Like most people who possess a pulse and an internet connection, I think kittens are absurdly cute and quite possibly the vehicle in which humanity will usher in an era of world peace. I mean, who doesn’t? They’re adorable.
I was genuinely curious as to what country has the cutest kittens. I therefore decided to write a tool to find out! I used our new ScraperWiki platform, Python and the Flickr API, and I decided to search for all the photos that contain geotags and a reference to the word ‘kitten’. All the data that I’d retrieve would then be plotted on a map.
My Development Environment And The Flickr API
Flickr has a really powerful, mature, well documented API. It comes with a reasonably generous limit and if you ever get stuck using it, you’ll discover that there’s a great deal of support out there.
Gaining access to the API is pretty trivial too. Just sign into Flickr, click here and follow the instructions. Once you’ve received your API key and secret, put it in a safe place. We’re going to need it later.
First, however, you will need to log into Scraperwiki and create yourself a new dataset. Once you’ve done that, you will be able to SSH in and set up your development environment. Whilst you may have your own preferences, I recommend using our Data Services Scraper Template.
Here’s what Paul Furley – its author – has to say about it.
“The Scraper Template allows you to set up a box in a minimum amount of time and allows you to be consistent across all of your boxes. It provides all the common stuff that people use in scrapers, such as unicode support, scheduling and autodocs, as well as helping you manage your virtual environment with virtualenv. It handles the boring stuff for you.”
How I Scraped Flickr
There are a couple of prerequisites that you’ll need to satisfy for your tool to work. Firstly, if you’re using a virtualenv, you should ensure that you have the ‘scraperwiki’ library installed.
It’s also essential that you install ‘flickrapi’. This is the awesome little library that will handle all the heavy lifting, when it comes to scraping Flickr. Both of these libraries are easily found in ‘pip’ and can be installed by running the following command:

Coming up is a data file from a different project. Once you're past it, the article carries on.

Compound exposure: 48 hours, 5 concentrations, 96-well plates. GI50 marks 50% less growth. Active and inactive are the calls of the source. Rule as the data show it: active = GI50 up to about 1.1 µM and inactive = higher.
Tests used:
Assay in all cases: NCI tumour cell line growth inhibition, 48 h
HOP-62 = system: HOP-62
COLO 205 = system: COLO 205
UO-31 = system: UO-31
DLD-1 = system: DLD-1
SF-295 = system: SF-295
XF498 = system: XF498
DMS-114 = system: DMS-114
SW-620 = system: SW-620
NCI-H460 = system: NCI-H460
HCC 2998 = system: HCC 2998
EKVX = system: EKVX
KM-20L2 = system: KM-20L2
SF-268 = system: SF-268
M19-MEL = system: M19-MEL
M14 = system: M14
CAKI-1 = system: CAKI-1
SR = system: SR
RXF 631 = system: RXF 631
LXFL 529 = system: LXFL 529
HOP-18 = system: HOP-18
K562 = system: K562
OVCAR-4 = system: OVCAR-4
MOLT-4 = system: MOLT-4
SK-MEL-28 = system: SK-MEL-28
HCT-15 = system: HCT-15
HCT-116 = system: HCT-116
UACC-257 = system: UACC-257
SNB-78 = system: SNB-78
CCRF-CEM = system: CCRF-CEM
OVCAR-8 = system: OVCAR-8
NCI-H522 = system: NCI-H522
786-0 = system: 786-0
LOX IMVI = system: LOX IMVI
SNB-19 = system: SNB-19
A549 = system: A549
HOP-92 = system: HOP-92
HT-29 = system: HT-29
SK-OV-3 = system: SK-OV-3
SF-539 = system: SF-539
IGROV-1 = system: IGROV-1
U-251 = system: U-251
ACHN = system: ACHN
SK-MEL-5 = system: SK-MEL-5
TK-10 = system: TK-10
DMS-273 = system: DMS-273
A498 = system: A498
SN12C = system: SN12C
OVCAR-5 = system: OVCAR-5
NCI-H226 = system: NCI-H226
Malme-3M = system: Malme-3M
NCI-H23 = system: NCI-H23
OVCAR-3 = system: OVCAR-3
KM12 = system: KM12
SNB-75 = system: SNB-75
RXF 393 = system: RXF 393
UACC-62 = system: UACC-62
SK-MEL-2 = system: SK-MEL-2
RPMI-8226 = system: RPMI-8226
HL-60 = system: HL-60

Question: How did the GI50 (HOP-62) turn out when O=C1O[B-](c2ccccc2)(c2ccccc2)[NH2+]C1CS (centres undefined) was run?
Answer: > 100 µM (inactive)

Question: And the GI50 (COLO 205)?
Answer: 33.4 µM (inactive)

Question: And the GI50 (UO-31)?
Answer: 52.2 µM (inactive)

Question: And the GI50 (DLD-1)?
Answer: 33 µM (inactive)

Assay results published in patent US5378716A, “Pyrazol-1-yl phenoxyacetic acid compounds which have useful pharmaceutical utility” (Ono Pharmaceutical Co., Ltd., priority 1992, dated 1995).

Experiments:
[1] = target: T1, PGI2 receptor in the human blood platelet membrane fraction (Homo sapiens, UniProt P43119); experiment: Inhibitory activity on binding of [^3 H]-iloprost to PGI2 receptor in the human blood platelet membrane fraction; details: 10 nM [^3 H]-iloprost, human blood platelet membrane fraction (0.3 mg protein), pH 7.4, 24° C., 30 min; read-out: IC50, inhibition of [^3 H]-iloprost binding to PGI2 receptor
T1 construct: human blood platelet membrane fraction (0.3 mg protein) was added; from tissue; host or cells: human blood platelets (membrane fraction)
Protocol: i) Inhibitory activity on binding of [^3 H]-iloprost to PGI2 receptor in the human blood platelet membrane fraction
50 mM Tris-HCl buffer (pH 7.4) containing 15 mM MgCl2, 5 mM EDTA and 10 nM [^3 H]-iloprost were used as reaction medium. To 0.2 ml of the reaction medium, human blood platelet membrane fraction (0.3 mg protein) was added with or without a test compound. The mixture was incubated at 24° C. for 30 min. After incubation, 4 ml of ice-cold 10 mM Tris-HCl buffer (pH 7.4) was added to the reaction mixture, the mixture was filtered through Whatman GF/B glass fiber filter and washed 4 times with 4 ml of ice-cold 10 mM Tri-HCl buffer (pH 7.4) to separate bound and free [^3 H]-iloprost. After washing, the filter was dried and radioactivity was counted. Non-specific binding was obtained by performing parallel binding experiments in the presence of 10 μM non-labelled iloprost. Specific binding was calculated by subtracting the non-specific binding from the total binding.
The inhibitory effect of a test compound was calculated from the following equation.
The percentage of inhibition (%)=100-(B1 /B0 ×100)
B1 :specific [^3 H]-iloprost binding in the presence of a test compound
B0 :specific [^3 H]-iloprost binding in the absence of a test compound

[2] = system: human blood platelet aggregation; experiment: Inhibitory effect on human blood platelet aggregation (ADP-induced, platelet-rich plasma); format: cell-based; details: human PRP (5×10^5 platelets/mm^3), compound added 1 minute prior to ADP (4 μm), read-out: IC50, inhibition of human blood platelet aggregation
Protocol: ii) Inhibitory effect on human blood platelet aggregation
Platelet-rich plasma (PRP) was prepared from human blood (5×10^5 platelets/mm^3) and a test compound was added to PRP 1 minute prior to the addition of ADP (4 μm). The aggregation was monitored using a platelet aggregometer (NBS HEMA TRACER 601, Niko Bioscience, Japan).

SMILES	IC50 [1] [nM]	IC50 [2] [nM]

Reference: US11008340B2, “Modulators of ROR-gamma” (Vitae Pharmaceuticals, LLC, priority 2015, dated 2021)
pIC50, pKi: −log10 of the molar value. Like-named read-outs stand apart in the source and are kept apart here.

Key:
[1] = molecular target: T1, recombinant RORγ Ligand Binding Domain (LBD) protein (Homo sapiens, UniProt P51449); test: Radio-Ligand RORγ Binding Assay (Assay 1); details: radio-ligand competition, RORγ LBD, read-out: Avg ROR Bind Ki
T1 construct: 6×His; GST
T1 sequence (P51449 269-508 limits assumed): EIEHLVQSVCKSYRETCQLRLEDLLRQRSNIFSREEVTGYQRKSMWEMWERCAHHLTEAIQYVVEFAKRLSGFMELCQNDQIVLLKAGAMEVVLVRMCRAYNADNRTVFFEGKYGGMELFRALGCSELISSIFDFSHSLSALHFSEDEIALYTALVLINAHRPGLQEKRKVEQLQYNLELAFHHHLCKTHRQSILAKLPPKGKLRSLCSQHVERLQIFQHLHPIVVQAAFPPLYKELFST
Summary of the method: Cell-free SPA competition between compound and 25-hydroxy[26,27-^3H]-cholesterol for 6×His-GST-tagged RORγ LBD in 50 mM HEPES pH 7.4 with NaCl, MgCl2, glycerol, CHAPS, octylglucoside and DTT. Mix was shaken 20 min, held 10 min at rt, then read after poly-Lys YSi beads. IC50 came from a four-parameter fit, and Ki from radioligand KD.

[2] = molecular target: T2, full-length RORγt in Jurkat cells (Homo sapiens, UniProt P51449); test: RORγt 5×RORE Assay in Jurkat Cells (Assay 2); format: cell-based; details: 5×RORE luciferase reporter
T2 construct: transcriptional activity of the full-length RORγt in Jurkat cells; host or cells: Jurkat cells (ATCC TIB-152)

$ pip install flickrapi scraperwiki
If you’ve used the Scraper Template, you’ll find a file called ‘main.py’ in ‘~/tool/’. Delete the contents of this file. If it doesn’t already exist, create it. In your favorite text editor, open it up and add the following lines:
Here, we’re importing the modules and classes we need, assigning our API key to a variable and instantiating the FlickrAPI class.
Later on, we’re going to write a function that contains the bulk of our scraper. We want this function to be executed whenever our program is run. The above two lines do exactly that.
In our ‘main’ function, we call call ‘flickr.walk(). This handy little method gives you access to Flickr’s search engine. We’re passing in two parameters. The first searches for photos that contain the keyword ‘kittens’. The second gives us access to the geotags associated with each photo.
We then iterate through our results. Because we’re looking for photos that have geotags, if any of our results have a latitude value of ‘0’, we want to move on to the next item in our results. Otherwise we assign the the title, the unique flickr ID number associated with the photo, its URL and its coordinates to variables and we then call ‘submit_to_scraperwiki’. This is a function we’ll define that allows us to insert our results into a SQLite file that will be presented in a ScraperWiki view.
Submit_to_scraperwiki is a handy little function that that takes the dictionary of values that we’re going to shove into our database. This contains all the results that we pull from Flickr and then shoves them into a table called ‘kittens’.
So, we’ve located all our kitties. What now? Let’s plot them on a map!
In your browser, navigate to your dataset. Inside it, click on ‘More tools’. You’ll see a list of all the possible tools you can use in order to better visualize your data.
As you can see, there’s a lot of tools that you can use. We just want to select ‘View on a map’. This automatically looks at our data and places it on a map. This works because the tool recognises and extracts the latitude and longitude columns that are stored in the database.
Once you’ve added this tool to your datahub, you can then see each result that you have stored on a map. Here’s what it looks like!
When you click on a ‘pin’, you’ll see all the information relating to the photo of a kitty it represents.
My First Tool
This was the first tool that I’ve made on the new platform. I was a bit apprehensive, as I had previously only used ScraperWiki Classic and I was very much used to writing my scrapers in the browser.
However, I soon discovered that the latest iteration of the Scraperwiki platform is nothing short of a joy to use. It’s something that was obviously designed from the ground up with the user’s experience in mind.
Things just worked. Vim has a bunch of useful plugins installed, including syntax highlighting. There’s a huge choice of programming languages. The ‘View on a map’ tool just worked. It was snappy and responsive. It’s also really, really fun.
You can try out my tool too! We have decided to adapt it to a general purpose Flickr search tool, and it is available to download right now! Next time you create a new dataset, have a look at ‘Flickr Geo Search’ and tell me what you think!
So, what’s your next tool going to be?